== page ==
Azusa Street stands at the core of the Pentecostal myth of origins. In recent years scholars have stressed that global Pentecostalism has multiple origins, and that the Azusa Street revival was one of several impulses that birthed a distinctly Pentecostal form of Christianity. In some places the Welsh Revival of 1904-1905 played the role that Azusa Street filled in North America. The Korean revival of 1907, the Indian revivals reaching back into the 19th century, and some indigenous African movements are watersheds in non-Western Pentecostal narratives. Yet, for a variety of reasons, Azusa Street has gained the most visibility, especially in Western renderings of Pentecostal history. And perhaps justifiably so: its immediate global impact, its widely circulated publications, and its networking role kept people aware of its message. Even if Azusa Street was not the only source of the global Pentecostal impulse, it had a vital role in shaping the contours of worldwide Pentecostalism.

What happened at Azusa Street? At the center of this “new thing” stood an African-American preacher named William Seymour. The son of slaves, Seymour had traveled to Los Angeles from Texas to share what he had learned from a self-made preacher named Charles Fox Parham.

During the 1890s, Parham had heard much talk about the baptism with the Holy Spirit, but he observed a lack of consensus on the evidence for this baptism. In 1901, Parham began to preach that the “Bible evidence” of the baptism with the Holy Spirit was speaking in tongues. He called his message the Apostolic Faith. In 1903, thanks to a healing and local revival in eastern Kansas, Parham’s Apostolic Faith began attracting followers. By 1905 his work had reached the Houston area, where he met Seymour. Parham encouraged Seymour to accept an invitation to preach in Los Angeles.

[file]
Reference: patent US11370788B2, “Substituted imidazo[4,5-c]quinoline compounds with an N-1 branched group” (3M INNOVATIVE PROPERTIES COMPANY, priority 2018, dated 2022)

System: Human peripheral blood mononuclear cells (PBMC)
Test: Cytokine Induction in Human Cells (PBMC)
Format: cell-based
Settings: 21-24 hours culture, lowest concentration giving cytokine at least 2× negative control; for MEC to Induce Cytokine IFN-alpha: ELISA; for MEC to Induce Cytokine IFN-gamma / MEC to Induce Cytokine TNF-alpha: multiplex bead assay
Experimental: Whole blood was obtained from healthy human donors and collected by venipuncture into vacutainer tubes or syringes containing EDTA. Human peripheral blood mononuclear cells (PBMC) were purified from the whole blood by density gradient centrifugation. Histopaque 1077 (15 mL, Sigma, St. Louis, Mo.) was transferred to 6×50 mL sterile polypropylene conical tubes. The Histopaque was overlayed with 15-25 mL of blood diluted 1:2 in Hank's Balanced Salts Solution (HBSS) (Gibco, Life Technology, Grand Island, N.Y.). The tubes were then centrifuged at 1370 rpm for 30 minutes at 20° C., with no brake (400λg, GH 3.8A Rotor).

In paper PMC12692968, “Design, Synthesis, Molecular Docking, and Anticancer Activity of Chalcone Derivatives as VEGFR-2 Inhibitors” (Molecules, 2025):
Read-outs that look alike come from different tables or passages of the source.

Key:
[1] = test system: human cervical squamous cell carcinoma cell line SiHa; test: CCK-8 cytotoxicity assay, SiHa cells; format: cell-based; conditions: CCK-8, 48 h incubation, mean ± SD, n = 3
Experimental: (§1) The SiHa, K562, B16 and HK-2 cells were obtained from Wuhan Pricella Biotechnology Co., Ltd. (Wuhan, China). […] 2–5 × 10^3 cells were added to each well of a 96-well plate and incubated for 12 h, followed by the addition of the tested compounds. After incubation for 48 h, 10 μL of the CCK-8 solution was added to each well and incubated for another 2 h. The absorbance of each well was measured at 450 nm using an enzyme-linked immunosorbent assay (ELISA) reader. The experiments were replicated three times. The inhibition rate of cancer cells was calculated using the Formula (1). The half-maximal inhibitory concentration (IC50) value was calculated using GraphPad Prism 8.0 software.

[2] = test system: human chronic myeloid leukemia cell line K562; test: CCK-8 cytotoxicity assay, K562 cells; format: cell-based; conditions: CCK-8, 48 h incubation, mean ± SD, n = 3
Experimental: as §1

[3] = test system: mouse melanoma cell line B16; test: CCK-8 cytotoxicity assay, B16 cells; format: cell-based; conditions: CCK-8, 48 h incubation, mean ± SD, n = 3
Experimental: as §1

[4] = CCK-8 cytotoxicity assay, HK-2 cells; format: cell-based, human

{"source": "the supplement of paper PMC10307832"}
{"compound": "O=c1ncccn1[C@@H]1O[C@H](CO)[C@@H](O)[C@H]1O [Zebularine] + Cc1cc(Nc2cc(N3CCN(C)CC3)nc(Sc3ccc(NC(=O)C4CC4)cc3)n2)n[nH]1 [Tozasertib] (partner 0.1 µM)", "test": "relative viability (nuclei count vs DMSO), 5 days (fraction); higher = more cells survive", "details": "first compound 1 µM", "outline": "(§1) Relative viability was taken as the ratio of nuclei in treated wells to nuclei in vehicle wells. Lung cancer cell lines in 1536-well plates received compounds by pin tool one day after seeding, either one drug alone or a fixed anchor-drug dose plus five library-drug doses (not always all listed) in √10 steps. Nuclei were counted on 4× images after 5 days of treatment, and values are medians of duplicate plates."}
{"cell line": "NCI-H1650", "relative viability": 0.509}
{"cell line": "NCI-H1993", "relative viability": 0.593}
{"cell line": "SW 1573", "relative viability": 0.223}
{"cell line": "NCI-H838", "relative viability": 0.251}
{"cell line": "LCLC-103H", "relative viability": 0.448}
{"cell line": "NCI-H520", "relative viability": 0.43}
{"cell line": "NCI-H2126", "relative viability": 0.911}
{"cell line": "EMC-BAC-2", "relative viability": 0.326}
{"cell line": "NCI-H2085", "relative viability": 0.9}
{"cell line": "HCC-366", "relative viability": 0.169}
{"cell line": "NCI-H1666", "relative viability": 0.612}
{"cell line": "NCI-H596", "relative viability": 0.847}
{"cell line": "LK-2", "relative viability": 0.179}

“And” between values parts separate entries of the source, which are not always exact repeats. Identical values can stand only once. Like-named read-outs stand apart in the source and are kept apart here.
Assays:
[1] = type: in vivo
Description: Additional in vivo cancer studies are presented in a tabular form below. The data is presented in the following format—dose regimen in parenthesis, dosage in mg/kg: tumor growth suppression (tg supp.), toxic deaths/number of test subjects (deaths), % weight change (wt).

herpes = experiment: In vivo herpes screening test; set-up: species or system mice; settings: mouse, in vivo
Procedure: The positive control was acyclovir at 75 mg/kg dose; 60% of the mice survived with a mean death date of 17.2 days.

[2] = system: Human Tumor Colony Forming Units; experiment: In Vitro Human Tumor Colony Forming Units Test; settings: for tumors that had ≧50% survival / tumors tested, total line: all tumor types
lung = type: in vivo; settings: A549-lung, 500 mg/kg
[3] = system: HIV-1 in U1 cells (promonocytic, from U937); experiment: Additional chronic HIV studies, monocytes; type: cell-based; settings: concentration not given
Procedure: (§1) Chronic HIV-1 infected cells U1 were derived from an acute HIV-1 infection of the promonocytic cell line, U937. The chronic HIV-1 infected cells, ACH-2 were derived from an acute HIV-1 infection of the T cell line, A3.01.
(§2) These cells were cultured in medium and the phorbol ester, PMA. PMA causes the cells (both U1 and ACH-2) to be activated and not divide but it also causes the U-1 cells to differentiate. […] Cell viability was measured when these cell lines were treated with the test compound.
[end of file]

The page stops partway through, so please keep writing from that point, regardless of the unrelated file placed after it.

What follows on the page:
The Azusa Street mission, then, had direct antecedents in Parham’s modest midwestern efforts. The core of Parham’s message prospered briefly in Seymour’s hands. For a few years, the Azusa Street mission became the best-known hub of a movement framed by premillennialist views, influenced by a Wesleyan fervor for holiness and committed to the practice of the spiritual gifts enumerated in 1 Corinthians 12. For a time at least, whites, blacks, Latinos and Native Americans mingled at the mission, though interracial acceptance was at best imperfect and soon broken.

In the fall of 1906, Seymour and an associate, a white woman named Clara Lum, began chronicling the revival in a periodical called Apostolic Faith. It quickly became evident that the Azusa Street revival resonated with widely scattered people in part because it seemed hauntingly familiar. Azusa Street gave them context for their own religious experiences and networked them with those who shared their radical evangelical instincts.